August 27th, 2017

Who’s Most Likely to Leave an Out-of-Office Message While on Service?

Once upon a time, I used being on service as a convenient excuse for not writing very much — or certainly, not writing very much of importance — on this site.

The on-service time also allowed me to poke gentle fun at my colleagues, several of whom always turn on an “out-of-office” message when they attend on the inpatient ID consultation service.

I’m talking about this thing that responds instantly when you email them:

I am currently attending on the inpatient consult service. During this busy time, I may not be able to respond to email in a timely fashion. If you need to reach me urgently, please page me by calling xxx-xxx-xxxx, or leave a non-urgent message here and I will respond shortly.
Thank you,
Rudolph

Reminding me of this post, my friend Carlos Del Rio sent me this email earlier this year:

Going on service April 1st. Should I put my “Rudolph” message up?

I’d advised Carlos to check Emory’s Policies and Procedures — am sure it’s in there somewhere.

Now, having just completed a couple of weeks doing inpatient ID consults — and falling behind on emails — I thought it time to add a few additional observations about this practice:

  1. Who is most likely to do it? Let’s call people who do this “OOODS.” (Pronounced like the first syllable of “noodle,” and standing for “out-of-office during service” types.) My anecdotal impression is that OOODS are predominantly academic physicians, people who know patient care is important but don’t do it on a day-to-day basis. Hence they want to “clear the decks” of other pressing responsibilities. A minority might be full-time outpatient clinicians who only rarely do inpatient work.
  2. When not on service, they are generally very responsive to email. OOODS are often “inbox zero” types who wouldn’t think of allowing the sun to set on a critical research or administrative query. So when busy consult days happen, and the long hours on the wards make it impossible for them to keep up, they want to reassure their colleagues and friends that they haven’t suddenly decided to abandon academic medicine for more frivolous activities. Imagine the speculation!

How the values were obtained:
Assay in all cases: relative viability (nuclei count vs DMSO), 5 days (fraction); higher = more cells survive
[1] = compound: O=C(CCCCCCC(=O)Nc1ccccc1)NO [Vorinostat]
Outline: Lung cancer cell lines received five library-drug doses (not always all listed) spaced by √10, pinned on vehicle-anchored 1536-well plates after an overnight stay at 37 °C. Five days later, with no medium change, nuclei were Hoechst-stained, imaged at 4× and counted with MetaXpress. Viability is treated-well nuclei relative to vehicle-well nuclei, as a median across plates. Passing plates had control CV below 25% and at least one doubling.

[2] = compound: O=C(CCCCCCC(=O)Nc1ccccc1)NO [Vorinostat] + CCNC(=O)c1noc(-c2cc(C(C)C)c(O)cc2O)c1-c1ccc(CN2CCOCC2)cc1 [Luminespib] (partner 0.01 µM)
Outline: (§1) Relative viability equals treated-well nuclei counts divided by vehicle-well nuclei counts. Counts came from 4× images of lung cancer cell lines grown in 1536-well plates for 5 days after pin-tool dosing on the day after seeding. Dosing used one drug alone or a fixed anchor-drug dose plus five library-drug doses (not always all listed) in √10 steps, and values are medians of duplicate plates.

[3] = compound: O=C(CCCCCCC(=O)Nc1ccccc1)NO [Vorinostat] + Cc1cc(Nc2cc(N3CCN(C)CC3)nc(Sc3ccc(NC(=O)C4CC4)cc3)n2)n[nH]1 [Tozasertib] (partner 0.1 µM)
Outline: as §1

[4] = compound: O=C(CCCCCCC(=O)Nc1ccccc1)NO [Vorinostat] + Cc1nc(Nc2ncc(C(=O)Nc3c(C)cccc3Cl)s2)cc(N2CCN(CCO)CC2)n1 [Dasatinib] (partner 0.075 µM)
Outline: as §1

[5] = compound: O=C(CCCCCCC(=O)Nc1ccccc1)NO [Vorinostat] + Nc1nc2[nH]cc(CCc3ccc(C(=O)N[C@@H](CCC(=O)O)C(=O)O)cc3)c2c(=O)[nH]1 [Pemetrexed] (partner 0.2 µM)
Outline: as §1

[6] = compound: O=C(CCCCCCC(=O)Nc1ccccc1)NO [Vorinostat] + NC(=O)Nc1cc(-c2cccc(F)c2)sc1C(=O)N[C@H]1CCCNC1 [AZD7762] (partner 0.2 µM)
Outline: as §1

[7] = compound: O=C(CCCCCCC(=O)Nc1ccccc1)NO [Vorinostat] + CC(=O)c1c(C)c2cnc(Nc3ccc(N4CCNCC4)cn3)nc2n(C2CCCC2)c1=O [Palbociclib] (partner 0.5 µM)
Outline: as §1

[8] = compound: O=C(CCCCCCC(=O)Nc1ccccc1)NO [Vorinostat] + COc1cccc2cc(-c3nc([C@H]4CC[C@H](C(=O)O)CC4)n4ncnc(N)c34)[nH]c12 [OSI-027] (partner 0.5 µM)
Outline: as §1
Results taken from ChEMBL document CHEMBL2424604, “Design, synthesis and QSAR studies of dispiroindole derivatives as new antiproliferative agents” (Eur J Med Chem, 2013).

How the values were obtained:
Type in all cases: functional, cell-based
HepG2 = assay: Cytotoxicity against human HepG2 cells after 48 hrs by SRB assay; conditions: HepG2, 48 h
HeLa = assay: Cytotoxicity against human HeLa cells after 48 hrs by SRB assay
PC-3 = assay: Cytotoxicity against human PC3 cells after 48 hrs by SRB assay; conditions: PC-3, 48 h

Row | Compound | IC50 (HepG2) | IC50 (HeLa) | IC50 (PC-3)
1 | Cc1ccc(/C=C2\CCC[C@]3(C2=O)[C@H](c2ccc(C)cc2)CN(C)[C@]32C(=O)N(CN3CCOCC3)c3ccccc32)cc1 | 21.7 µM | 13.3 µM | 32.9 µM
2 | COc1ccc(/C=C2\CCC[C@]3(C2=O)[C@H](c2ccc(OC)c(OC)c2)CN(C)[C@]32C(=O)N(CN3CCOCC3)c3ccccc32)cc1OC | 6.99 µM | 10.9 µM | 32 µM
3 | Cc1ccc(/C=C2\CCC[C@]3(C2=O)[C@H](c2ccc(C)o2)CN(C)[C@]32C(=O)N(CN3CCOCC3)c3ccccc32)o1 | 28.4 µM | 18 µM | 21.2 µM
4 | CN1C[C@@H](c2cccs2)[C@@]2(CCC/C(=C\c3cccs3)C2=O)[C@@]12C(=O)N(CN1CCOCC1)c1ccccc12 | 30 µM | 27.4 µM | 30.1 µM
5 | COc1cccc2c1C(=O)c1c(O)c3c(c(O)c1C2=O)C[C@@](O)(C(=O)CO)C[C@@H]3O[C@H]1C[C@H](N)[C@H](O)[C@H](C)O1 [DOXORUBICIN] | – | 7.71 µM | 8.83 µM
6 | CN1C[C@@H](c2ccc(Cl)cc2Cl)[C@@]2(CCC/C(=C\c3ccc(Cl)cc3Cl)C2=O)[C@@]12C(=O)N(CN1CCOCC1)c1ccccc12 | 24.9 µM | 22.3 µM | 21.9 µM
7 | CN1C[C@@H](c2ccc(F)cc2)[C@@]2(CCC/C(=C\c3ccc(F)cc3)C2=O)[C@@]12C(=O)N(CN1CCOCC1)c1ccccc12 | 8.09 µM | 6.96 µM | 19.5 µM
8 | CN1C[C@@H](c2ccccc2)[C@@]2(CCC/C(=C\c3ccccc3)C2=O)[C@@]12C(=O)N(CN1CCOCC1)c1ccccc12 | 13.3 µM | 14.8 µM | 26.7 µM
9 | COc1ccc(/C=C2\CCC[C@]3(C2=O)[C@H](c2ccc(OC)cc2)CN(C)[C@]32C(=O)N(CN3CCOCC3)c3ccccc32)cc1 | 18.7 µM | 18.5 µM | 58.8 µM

“Hey, I emailed Dr. Smith 12 hours ago, and he hasn’t  gotten back to me yet — that’s weird, he’s usually so quick to respond. Plus, no out-office-message.”

    “Yes, that’s weird. But he’s a pretty big Phish Phan — maybe seeing all their summer concerts?”

  3. They’re generally pretty important. Many exceptions to this rule, but the academic rank and productivity of OOODS is impressive. One study found that the number of citations for papers published by OOODS was significantly higher than non-OOODS, even when controlling for total RVUs generated on the consult service. NIH grant dollars and the impact factor of their published papers were also significantly higher. If you don’t believe me, the published paper can be found here.
  4. One person who inspired the original post identified herself almost immediately. Shortly after I wrote it, I received this email:

    Hey, I’m Rudolph aren’t I??? Is that a bad thing?

First, let the record show that this OOODS person who emailed me was only one of several people who sent me a similar query, as I adapted the sample out-of-office message from a bunch of different ones used by friends and colleagues.

Second, it is by no means a bad thing — it’s just a thing some people choose to do; others don’t (I don’t) — as evidenced by the fact that this particular OOODS person was most deservedly just appointed an extremely important leadership position.

Congratulations, Rochelle!

 

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One Response to “Who’s Most Likely to Leave an Out-of-Office Message While on Service?”

  1. Jcc says:

    Have never really understood why people do this.

    Now I understand a bit more, thanks!

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HIV Information: Author Paul Sax, M.D.

Paul E. Sax, MD

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